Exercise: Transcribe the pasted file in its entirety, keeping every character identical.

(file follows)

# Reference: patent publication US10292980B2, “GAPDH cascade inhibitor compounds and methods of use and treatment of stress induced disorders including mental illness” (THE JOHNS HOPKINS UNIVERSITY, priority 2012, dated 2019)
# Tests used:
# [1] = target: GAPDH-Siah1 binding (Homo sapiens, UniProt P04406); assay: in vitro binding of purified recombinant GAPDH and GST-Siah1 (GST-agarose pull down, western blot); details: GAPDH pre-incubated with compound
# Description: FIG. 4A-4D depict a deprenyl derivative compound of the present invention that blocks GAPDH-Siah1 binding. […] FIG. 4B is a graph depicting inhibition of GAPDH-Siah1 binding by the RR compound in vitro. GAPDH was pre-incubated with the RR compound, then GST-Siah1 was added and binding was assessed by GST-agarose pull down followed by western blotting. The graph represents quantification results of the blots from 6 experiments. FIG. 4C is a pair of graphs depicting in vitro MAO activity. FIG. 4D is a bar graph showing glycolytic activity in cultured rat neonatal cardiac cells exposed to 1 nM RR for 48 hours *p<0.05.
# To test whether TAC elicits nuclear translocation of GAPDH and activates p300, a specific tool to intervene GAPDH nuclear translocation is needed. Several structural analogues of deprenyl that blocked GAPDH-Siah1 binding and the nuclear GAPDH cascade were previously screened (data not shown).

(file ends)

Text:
# Reference: patent publication US10292980B2, “GAPDH cascade inhibitor compounds and methods of use and treatment of stress induced disorders including mental illness” (THE JOHNS HOPKINS UNIVERSITY, priority 2012, dated 2019)
# Tests used:
# [1] = target: GAPDH-Siah1 binding (Homo sapiens, UniProt P04406); assay: in vitro binding of purified recombinant GAPDH and GST-Siah1 (GST-agarose pull down, western blot); details: GAPDH pre-incubated with compound
# Description: FIG. 4A-4D depict a deprenyl derivative compound of the present invention that blocks GAPDH-Siah1 binding. […] FIG. 4B is a graph depicting inhibition of GAPDH-Siah1 binding by the RR compound in vitro. GAPDH was pre-incubated with the RR compound, then GST-Siah1 was added and binding was assessed by GST-agarose pull down followed by western blotting. The graph represents quantification results of the blots from 6 experiments. FIG. 4C is a pair of graphs depicting in vitro MAO activity. FIG. 4D is a bar graph showing glycolytic activity in cultured rat neonatal cardiac cells exposed to 1 nM RR for 48 hours *p<0.05.
# To test whether TAC elicits nuclear translocation of GAPDH and activates p300, a specific tool to intervene GAPDH nuclear translocation is needed. Several structural analogues of deprenyl that blocked GAPDH-Siah1 binding and the nuclear GAPDH cascade were previously screened (data not shown).